SNP Women's Pledge, a group which has grown out of a petition calling for a debate around gender self identification, responded to a story in the Herald on Sunday about a signatory allegedly using derogatory language about a trans woman.
The petition currently has more than 2,700 signatures.
Marjory Smith, the party's women's officer in Nairn, reportedly referred to the trans woman as looking like serial killer Ed Kemper, and saying trans activists were "possessed by an evil, dangerous cult".
The comments were made in messages sent to Emma Roddick, an SNP candidate for the Inverness Central council ward.
In a letter from Women's Pledge, the group said Ms Smith was trying to get Ms Roddick to sign the pledge, which she refused to do.
The letter also said Ms Smith was "fearful for her personal safety" as a result of the Herald on Sunday story, and called for Ms Roddick to be sanctioned by the party.
The letter said: "We are shocked that Ms Roddick used the media to attack an ordinary party member who approached her privately with concerns that were shared by other branch members.
"Ms Smith is not a public figure, she is a volunteer who works hard for the party and who is now fearful for her personal safety as a result of this smear story.
"We believe that in approaching the media about another member's internal correspondence and revealing her own complaint to the media, Ms Roddick has breached the party's code of conduct and should be disciplined.
"We note that the Cabinet Secretary Shirley Anne Somerville has said that women who express concerns about sex self ID should not be subject to knee jerk accusations of transphobia.
"This is exactly what Emma Roddick has done in betraying Ms Smith's confidence and subjecting her to a hate campaign in the media."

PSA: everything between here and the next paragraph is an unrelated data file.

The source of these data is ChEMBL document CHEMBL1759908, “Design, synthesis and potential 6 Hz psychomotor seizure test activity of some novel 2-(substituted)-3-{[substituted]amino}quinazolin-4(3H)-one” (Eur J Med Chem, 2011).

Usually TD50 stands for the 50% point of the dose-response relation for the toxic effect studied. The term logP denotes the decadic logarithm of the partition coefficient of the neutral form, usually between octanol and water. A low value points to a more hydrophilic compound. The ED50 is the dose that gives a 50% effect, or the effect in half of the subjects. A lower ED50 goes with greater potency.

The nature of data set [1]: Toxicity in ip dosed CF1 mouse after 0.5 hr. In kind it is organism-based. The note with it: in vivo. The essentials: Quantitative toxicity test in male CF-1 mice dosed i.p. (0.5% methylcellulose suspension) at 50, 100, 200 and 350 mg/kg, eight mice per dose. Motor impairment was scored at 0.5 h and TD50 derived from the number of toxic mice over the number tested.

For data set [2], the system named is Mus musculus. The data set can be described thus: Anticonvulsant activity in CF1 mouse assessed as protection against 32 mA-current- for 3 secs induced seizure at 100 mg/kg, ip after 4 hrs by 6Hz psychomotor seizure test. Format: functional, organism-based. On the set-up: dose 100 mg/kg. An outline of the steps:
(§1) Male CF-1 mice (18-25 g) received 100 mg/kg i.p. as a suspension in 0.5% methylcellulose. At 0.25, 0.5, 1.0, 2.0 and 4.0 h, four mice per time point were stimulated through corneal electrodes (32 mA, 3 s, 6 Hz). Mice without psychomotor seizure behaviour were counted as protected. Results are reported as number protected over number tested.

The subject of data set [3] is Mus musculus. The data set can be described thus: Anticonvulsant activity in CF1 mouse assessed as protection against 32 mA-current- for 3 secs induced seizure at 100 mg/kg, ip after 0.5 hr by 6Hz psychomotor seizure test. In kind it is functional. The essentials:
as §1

In response to the Herald on Sunday story, Ms Smith said attempts to enshrine self identification in law was "totalitarian and fascist", adding: "At least theJehovah's Witnesses just go away when you won't take a leaflet".
Ms Roddick reported Ms Smith to party bosses.
She told the Herald on Sunday: "It is really worrying that this debate has been allowed to get to the point where a women's officer within the SNP feels they are able to say things like this. If we had nipped this in the bud earlier instead of hoping it would all go away, we wouldn't have got to this point."
The debate on gender self identification has raged within the SNP in recent years, with reports surfacing of a number of members who have considered leaving the party over the issue.
Signatories of the pledge assert rights they believe all women should hold, including to discuss policies without abuse, maintaining female-only spaces and refusing male access to such spaces.
An earlier version of this story incorrectly stated Emma Roddick was a councillor and that she sent the comments to the Herald on Sunday. Ms Roddick is a candidate for the Inverness Central council ward. Ms Roddick says she was approached by the Herald on Sunday who already had the remarks and contacted her to comment on them. We apologise for the error and are happy to correct it.